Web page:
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One Less Customer

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Our parent company holds bimonthly sessions for all of its employees, called JM Sessions. For managers, there is a similar education session called Learning Leaders.

The topics discussed can range from “How to Recruit the Correct Candidate for the Job” to “Getting the Most Out of Your Social Media Accounts.” I would be lying if I didn’t say sometimes taking an hour or so out of the day to sit through one of these sessions can be daunting.

But afterward, I always walk away learning something and thinking it was worth the time.

Continuing education is an important part of staying competitive. Without it, how can you be at the top of your game if there are new tools, or in the example of let’s say a reptile retailer, new care tips, if you don’t know about them?

It is part of the reason we decided earlier this year to focus on the importance of education in this issue. The other part is because your employees are your best asset and, by investing in them, you have a better chance of running a successful business.

Let me give you this scenario. I am a customer and walk into your store. You sell products across all companion animal categories, plus fish and reptile livestock. First, I ask the employee about dental products for my dog because I am not sure if I should purchase chews, a water additive, or both, and I am looking for an expert opinion. They tell me they don’t know much about the products, but that customers seem to like them because they are always restocking them.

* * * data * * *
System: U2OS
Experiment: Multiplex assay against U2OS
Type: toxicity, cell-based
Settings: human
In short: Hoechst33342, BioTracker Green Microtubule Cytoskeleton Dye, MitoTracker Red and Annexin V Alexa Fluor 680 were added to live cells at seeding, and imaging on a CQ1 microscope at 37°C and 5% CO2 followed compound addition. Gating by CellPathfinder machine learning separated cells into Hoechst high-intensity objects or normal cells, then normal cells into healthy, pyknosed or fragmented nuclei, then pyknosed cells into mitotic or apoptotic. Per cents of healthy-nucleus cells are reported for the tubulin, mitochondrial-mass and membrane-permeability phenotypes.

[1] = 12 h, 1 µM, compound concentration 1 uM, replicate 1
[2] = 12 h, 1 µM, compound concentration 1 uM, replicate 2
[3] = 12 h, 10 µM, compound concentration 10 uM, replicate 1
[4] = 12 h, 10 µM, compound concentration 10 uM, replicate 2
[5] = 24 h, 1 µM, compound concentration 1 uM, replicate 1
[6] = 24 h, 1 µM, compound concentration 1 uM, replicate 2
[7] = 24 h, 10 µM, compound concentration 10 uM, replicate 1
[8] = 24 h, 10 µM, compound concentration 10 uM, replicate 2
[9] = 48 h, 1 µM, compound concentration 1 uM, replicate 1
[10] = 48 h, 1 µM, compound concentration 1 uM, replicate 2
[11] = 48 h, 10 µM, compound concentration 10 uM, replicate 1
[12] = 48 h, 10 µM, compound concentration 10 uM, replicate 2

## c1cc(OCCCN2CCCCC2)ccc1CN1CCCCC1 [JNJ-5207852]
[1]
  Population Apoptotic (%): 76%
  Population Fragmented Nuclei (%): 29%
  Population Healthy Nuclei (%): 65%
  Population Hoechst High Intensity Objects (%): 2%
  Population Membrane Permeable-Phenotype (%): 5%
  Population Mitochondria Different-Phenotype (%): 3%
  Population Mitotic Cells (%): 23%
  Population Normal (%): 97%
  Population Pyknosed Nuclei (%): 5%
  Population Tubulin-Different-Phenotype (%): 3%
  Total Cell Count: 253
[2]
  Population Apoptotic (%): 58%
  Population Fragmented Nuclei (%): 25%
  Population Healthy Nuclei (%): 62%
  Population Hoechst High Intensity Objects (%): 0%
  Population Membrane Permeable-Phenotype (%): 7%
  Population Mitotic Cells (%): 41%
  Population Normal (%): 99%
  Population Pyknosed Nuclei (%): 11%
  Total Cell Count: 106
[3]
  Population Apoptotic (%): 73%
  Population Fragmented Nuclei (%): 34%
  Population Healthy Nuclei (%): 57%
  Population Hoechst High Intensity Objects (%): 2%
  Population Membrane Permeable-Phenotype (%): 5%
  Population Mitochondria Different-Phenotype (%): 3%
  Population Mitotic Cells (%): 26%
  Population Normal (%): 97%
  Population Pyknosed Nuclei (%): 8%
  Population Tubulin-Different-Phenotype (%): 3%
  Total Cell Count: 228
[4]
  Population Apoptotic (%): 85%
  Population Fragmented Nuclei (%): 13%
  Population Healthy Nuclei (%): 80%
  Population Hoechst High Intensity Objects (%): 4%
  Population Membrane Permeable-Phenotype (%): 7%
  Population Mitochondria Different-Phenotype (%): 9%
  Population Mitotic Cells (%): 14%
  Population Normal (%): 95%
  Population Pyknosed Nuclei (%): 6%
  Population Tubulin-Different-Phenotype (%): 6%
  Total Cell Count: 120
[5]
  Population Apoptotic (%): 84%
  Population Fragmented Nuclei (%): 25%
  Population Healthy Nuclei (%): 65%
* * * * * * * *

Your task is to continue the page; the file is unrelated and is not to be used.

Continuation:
Then I walk over to the reptile section and ask about a red foot tortoise that I see you are running a special on. I ask how long the animal has been in the store, its gender, what type of food it eats and if it will get along with my Russian tortoise.

The employee tells me the tortoise has been in the store for only a week, they don’t know how to sex the tortoise and are not the sure the type of food it needs, They go on to tell me that the store sells books on tortoise care and I could find the answers in there, as well as if it will be a good friend for my Russian tortoise.

Hmmm. So none of the questions I needed answered to not only solve my problem, but provide me with the accurate information to decide whether or not I am going to purchase the product, were given to me.

You just lost over $200 in sales, if not more, depending on the price of the tortoise. And while I may come back to the store to buy items I already know and am familiar with, I am going to go someplace else when I have questions.

And you know what? That other store will likely also be selling the regular items I buy, like the daily treats I give to my dog, there too, so there is a good chance that I will be doing all my shopping at that other store.

Now you just lost a customer.

If you think this was a made-up scenario, it isn’t. I’ve actually listened to conversations just like these in pet stores.

That’s not saying that every retail employee needs to know about everything, but they should be well versed in the items they are selling if you want to keep customers coming back. Or, there should be someone in the store who they can ask to get those questions answered for the customer.

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